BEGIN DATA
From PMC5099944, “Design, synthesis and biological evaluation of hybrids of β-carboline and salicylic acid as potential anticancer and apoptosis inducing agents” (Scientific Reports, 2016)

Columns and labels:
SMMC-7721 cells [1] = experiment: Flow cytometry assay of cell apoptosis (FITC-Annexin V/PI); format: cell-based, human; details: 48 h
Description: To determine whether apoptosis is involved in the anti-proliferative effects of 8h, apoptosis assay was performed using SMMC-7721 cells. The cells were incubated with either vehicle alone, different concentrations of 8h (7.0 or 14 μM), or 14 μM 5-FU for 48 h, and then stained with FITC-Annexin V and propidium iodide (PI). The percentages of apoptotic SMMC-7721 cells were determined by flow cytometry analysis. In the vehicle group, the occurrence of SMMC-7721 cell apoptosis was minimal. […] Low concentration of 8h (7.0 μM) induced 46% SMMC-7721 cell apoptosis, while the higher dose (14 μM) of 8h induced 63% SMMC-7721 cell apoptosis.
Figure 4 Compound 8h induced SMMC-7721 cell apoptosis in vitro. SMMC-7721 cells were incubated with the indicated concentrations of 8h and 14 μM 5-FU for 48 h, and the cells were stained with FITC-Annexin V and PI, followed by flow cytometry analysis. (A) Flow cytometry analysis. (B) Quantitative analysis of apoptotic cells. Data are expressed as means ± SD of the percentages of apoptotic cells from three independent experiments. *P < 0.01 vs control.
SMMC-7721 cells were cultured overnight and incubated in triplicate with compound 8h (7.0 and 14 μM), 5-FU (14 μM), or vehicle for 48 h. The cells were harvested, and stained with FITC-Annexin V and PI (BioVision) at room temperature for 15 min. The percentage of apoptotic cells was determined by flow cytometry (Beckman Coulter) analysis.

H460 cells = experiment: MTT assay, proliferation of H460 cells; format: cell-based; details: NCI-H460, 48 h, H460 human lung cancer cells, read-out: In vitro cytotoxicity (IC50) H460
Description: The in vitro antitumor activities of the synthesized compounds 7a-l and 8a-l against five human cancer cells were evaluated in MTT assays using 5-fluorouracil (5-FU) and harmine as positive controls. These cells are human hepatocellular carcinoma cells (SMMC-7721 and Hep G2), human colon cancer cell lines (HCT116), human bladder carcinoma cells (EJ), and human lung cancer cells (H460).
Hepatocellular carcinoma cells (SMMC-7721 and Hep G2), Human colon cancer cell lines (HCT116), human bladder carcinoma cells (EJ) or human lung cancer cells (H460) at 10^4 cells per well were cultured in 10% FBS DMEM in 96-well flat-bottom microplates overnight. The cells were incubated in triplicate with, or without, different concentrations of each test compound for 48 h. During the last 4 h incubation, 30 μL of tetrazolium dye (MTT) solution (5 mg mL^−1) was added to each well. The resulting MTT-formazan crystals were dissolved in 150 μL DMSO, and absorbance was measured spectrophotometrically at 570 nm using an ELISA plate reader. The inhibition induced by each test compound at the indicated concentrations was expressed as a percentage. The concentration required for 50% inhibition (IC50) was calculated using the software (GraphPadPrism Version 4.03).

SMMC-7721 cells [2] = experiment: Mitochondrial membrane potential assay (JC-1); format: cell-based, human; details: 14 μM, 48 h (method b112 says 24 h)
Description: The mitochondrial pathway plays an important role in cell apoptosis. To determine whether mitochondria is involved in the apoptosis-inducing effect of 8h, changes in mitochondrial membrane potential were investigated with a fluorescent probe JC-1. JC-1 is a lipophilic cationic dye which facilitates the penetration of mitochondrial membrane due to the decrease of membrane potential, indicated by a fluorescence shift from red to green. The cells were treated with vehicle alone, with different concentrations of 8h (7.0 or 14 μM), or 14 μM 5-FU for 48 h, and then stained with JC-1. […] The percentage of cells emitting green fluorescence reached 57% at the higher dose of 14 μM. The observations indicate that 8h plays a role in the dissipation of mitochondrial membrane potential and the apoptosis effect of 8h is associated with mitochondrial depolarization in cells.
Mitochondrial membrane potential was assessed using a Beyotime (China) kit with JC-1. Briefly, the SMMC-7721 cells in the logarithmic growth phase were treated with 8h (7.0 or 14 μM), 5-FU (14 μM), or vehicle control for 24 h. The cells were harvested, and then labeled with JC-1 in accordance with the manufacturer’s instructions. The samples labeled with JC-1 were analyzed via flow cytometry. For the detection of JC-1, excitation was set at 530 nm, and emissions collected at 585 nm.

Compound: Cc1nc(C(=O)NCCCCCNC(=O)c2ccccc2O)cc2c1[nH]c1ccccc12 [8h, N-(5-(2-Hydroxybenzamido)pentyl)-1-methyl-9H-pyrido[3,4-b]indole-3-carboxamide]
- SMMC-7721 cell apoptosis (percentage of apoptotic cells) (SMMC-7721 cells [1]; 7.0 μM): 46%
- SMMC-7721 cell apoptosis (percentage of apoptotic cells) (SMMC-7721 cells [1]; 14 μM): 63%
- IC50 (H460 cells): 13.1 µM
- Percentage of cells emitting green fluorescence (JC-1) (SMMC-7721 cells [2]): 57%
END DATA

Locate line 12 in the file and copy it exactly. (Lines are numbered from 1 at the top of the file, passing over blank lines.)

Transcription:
Mitochondrial membrane potential was assessed using a Beyotime (China) kit with JC-1. Briefly, the SMMC-7721 cells in the logarithmic growth phase were treated with 8h (7.0 or 14 μM), 5-FU (14 μM), or vehicle control for 24 h. The cells were harvested, and then labeled with JC-1 in accordance with the manufacturer’s instructions. The samples labeled with JC-1 were analyzed via flow cytometry. For the detection of JC-1, excitation was set at 530 nm, and emissions collected at 585 nm.